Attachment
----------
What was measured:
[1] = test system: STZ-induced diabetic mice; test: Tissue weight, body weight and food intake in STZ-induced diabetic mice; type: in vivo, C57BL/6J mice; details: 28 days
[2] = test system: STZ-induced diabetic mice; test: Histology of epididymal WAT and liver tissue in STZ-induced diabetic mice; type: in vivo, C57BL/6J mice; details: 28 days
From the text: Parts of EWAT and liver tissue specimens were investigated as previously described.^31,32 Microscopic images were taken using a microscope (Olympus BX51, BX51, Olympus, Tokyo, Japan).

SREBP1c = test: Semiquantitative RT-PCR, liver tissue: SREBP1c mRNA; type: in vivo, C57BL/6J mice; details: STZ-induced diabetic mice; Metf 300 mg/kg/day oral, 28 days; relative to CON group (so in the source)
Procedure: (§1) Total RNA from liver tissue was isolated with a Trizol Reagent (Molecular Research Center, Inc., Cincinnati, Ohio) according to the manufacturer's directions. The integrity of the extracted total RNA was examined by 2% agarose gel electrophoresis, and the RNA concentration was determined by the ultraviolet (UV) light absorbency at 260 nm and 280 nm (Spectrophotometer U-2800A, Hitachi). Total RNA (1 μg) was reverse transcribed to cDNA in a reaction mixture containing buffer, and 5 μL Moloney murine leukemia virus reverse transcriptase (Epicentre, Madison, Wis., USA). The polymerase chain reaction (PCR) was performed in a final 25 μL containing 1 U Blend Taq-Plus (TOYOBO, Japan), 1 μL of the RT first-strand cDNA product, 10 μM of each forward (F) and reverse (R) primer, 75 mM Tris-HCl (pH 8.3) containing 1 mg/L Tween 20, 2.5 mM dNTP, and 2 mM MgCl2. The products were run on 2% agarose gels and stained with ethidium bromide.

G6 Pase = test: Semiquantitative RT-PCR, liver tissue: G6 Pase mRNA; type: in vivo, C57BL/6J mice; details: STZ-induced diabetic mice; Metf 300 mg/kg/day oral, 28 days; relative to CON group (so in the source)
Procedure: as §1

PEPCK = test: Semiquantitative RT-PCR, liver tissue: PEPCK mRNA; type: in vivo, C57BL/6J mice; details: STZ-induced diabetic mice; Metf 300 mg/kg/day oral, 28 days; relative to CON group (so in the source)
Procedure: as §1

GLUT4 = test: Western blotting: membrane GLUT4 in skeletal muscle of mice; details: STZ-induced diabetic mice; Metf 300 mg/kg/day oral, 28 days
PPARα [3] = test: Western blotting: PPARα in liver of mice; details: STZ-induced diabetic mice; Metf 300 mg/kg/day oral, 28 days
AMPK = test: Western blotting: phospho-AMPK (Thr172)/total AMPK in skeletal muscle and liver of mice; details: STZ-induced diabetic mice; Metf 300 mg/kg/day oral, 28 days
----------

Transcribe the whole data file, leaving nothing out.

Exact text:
What was measured:
[1] = test system: STZ-induced diabetic mice; test: Tissue weight, body weight and food intake in STZ-induced diabetic mice; type: in vivo, C57BL/6J mice; details: 28 days
[2] = test system: STZ-induced diabetic mice; test: Histology of epididymal WAT and liver tissue in STZ-induced diabetic mice; type: in vivo, C57BL/6J mice; details: 28 days
From the text: Parts of EWAT and liver tissue specimens were investigated as previously described.^31,32 Microscopic images were taken using a microscope (Olympus BX51, BX51, Olympus, Tokyo, Japan).

SREBP1c = test: Semiquantitative RT-PCR, liver tissue: SREBP1c mRNA; type: in vivo, C57BL/6J mice; details: STZ-induced diabetic mice; Metf 300 mg/kg/day oral, 28 days; relative to CON group (so in the source)
Procedure: (§1) Total RNA from liver tissue was isolated with a Trizol Reagent (Molecular Research Center, Inc., Cincinnati, Ohio) according to the manufacturer's directions. The integrity of the extracted total RNA was examined by 2% agarose gel electrophoresis, and the RNA concentration was determined by the ultraviolet (UV) light absorbency at 260 nm and 280 nm (Spectrophotometer U-2800A, Hitachi). Total RNA (1 μg) was reverse transcribed to cDNA in a reaction mixture containing buffer, and 5 μL Moloney murine leukemia virus reverse transcriptase (Epicentre, Madison, Wis., USA). The polymerase chain reaction (PCR) was performed in a final 25 μL containing 1 U Blend Taq-Plus (TOYOBO, Japan), 1 μL of the RT first-strand cDNA product, 10 μM of each forward (F) and reverse (R) primer, 75 mM Tris-HCl (pH 8.3) containing 1 mg/L Tween 20, 2.5 mM dNTP, and 2 mM MgCl2. The products were run on 2% agarose gels and stained with ethidium bromide.

G6 Pase = test: Semiquantitative RT-PCR, liver tissue: G6 Pase mRNA; type: in vivo, C57BL/6J mice; details: STZ-induced diabetic mice; Metf 300 mg/kg/day oral, 28 days; relative to CON group (so in the source)
Procedure: as §1

PEPCK = test: Semiquantitative RT-PCR, liver tissue: PEPCK mRNA; type: in vivo, C57BL/6J mice; details: STZ-induced diabetic mice; Metf 300 mg/kg/day oral, 28 days; relative to CON group (so in the source)
Procedure: as §1

GLUT4 = test: Western blotting: membrane GLUT4 in skeletal muscle of mice; details: STZ-induced diabetic mice; Metf 300 mg/kg/day oral, 28 days
PPARα [3] = test: Western blotting: PPARα in liver of mice; details: STZ-induced diabetic mice; Metf 300 mg/kg/day oral, 28 days
AMPK = test: Western blotting: phospho-AMPK (Thr172)/total AMPK in skeletal muscle and liver of mice; details: STZ-induced diabetic mice; Metf 300 mg/kg/day oral, 28 days